Lincoln Topples Lexus For First Time In 2011 J.D. Power Dependability Survey, Toyota Still Dominant

Lincoln has topped the long-dominant Lexus brand in J.D. Power’s 2011 Dependability Survey. The brand’s performance represents a 13-point improvement from 2010. Lexus follows Lincoln in the nameplate rankings, with Jaguar, Porsche and Toyota rounding out the top five nameplates. The Porsche 911 has the fewest problems in the industry, with just 68 problems per 100 vehicles.

According to the 2011 VDS, overall vehicle dependability has improved from 2010, with automakers reducing problem rates in most traditional areas such as interiors, engines, transmissions, steering and braking. But increased levels of technological sophistication are causing some new issues, according to the study.

Overall vehicle dependability averages 151 problems per 100 vehicles in the 2011 study, the lowest problem rate since the study’s inception in 1990, and represents an improvement from 170 problems per 100 vehicles in 2009. Between 2009 and 2011, annual improvement for the industry has averaged six percent, which is slightly lower than historical rates of improvement. Over the past decade, industry improvement has averaged eight percent a year. The decrease in improvement is largely attributable to problems with electronic features in vehicles, including audio, entertainment and navigation systems and new safety features, such as tire pressure monitoring systems.

The study measures problems experienced over the past 12 months by original owners of three-year-old (2008 model year) vehicles, and includes 202 different potential problem areas across all areas of the vehicle.  Overall dependability is determined by the level of problems experienced per 100 vehicles. A lower score reflects higher quality.

Toyota and Lexus combined nabbed seven segment awards, the most of any automaker in 2011—for the Lexus RX, Scion xB, Toyota 4Runner, Toyota Prius, Toyota Sienna, Toyota Tacoma and Toyota Tundra. Ford followed with four awards for the Ford Fusion, Ford Mustang, Lincoln MKZ and Lincoln Navigator. General Motors and Honda received three awards each. The  BMW X3, Mazda MX-5 Miata, and Mercedes-Benz CLK also received individual awards

Source: J.D. Power and Associates

Actually, the Consumer Reports survey is biased. They state in the CR magazine itself. You need to purchase the biased CR magazine in order to play in their survey. It is not a fair random survey. Why doesn't CR hand the survey out to subscribers of Jeep magazine instead?
Get a life pushroid. You spew lies on every forum you can access.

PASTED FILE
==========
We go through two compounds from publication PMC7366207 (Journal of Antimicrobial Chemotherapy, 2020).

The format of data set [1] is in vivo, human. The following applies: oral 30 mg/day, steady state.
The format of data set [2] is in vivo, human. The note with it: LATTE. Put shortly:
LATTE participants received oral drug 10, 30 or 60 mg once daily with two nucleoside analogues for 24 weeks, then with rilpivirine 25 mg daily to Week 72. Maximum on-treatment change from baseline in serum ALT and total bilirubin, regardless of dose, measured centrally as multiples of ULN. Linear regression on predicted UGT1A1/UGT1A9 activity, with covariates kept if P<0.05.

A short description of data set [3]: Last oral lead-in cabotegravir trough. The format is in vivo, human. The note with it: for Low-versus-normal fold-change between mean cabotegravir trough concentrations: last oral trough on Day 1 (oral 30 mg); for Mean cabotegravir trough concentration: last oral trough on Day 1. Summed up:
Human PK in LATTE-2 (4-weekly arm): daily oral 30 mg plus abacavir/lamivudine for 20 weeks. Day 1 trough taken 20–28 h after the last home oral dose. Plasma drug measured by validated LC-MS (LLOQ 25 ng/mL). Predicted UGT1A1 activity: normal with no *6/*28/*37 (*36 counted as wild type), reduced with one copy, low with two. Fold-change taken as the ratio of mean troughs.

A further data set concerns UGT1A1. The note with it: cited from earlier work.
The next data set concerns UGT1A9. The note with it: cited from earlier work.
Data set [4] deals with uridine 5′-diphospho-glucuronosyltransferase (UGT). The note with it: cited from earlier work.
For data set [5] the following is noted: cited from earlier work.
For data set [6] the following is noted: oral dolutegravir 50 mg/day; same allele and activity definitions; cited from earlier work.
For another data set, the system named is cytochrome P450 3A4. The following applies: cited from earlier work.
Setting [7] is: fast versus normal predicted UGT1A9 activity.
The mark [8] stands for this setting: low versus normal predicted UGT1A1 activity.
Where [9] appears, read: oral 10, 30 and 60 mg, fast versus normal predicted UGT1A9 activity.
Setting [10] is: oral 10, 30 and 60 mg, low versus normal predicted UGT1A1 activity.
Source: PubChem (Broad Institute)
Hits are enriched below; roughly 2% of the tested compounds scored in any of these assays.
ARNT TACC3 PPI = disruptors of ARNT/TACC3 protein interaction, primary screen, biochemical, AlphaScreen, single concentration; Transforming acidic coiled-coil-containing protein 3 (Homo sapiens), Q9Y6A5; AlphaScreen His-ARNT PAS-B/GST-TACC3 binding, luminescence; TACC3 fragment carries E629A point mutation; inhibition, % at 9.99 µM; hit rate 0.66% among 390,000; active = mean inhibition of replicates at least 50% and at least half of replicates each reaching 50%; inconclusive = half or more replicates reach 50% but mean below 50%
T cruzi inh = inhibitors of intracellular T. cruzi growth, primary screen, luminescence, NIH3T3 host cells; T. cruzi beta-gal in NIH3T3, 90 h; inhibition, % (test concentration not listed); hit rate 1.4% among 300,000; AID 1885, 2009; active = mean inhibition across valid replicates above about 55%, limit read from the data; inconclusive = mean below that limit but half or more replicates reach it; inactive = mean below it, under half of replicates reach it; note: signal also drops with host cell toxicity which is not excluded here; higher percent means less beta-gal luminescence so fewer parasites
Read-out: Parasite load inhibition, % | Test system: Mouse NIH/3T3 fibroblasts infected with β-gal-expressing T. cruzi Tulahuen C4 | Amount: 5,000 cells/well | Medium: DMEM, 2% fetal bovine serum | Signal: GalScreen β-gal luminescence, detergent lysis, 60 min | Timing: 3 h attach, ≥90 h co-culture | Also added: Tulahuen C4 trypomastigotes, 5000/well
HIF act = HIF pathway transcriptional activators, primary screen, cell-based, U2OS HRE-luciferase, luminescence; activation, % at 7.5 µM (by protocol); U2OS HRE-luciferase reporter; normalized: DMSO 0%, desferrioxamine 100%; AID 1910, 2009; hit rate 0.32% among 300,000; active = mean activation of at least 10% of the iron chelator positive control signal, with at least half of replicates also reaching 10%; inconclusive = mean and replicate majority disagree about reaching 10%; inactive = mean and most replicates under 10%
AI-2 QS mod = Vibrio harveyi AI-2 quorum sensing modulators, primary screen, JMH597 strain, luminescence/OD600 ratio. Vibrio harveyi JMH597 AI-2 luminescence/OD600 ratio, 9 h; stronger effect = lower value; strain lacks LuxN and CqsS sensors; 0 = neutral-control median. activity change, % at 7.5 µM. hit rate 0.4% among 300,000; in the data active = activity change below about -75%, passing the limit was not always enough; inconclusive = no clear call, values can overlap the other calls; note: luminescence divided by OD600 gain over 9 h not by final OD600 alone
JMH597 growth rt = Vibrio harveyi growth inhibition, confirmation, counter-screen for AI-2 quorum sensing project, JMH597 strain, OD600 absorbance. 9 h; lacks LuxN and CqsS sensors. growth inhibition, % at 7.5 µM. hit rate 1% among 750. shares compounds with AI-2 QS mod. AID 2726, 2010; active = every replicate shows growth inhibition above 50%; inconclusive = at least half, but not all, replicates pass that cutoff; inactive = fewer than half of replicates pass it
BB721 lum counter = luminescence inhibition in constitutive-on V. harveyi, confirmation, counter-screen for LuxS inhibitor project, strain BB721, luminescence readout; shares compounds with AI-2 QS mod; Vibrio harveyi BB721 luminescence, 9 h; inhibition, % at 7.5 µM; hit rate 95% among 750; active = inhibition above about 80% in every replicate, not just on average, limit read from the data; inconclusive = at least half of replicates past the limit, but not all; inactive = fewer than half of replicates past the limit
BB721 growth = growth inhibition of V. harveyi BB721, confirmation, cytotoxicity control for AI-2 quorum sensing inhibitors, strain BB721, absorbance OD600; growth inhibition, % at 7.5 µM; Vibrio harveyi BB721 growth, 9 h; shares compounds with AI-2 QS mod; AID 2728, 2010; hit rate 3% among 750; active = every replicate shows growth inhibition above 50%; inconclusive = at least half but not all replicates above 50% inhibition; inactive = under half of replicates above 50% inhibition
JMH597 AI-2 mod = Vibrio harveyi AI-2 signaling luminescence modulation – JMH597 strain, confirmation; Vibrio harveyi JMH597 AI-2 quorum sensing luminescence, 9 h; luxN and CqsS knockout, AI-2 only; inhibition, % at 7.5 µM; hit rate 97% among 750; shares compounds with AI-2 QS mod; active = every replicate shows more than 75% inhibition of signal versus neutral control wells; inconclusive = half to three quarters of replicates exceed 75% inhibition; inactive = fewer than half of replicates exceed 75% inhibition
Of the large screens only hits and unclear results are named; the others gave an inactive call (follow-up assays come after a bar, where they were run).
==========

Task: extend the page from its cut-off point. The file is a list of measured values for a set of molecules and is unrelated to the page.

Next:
J. Miller
I was once a diehard FORD fan until I was almost roasted alive in my FORD AEROSTAR . Of course, when I tried to recover for damages, Ford reps gave me such a hard time--I just gave up. However, I just can't see spending money on a rebadged Ford and calling it a luxury car. Had Ford not invested the money into trying to make Jag's into a fine vehicle, maybe Lincoln would be considered a true luxury car. My hats off to Ford for dethroning Lexus.
Actually Dan, Lincolns are reliable. You should let your hair down and get out a little more often. According to most and just about all surveys for years now, Lincoln's have been better than average in reliability and the Ford Fusion has consistently been the reliability leader in the midsize category. it is vehicles from Europe that trail in reliability. The 90s are gone. Ford no longer make the Pinto
If you believe that anything made by Lincoln has quality then I have a nuclear reactor for sale in Japan. Sheesh.
Consumer reports eat your heart out -- Consumer reports fails to mention their reliability surveys are not accurate. CR targets a certain demographic for their reliability surveys. They target subscribers to the biased CR magazine unlike reputable institutions such as J. D. Powers who sends out surveys to a random audience. CR is the same magazine that suggests there isn't one good American nameplate vehicle for a teen to purchase (See CR's "2010 Best cars for teen drivers"). CR prints articles like that and sends the reliability surveys exclusively to the same audience. Only subscribers to the biased Consumer Reports club get to fill out CR’s reliability survey. This is called leading the witness. If you were to use CR to research vehicles last year, you would have purchased a Toyota guaranteed. CR even recommend the Corolla with cruise ship (google light and vague steering Corolla for more info) handling on the highway. If CR were to send their reliability survey to a random audience rather than exclusively to CR subscribers, the big 3 (Nissan, Honda, Toyota) would not fare as well. All vehicles are close in reliability these days, but CR’s numbers are tainted or tipped I have called CR on this hap-hazard approach to reliability surveys and got EMAIL responses from CR's staff that suggest a lack of understanding in collecting survey data. That said, at a higher level, CR’s staff knows exposure to this corrupt practice would negate all CRs reliability history data and have a dire effect on the financials

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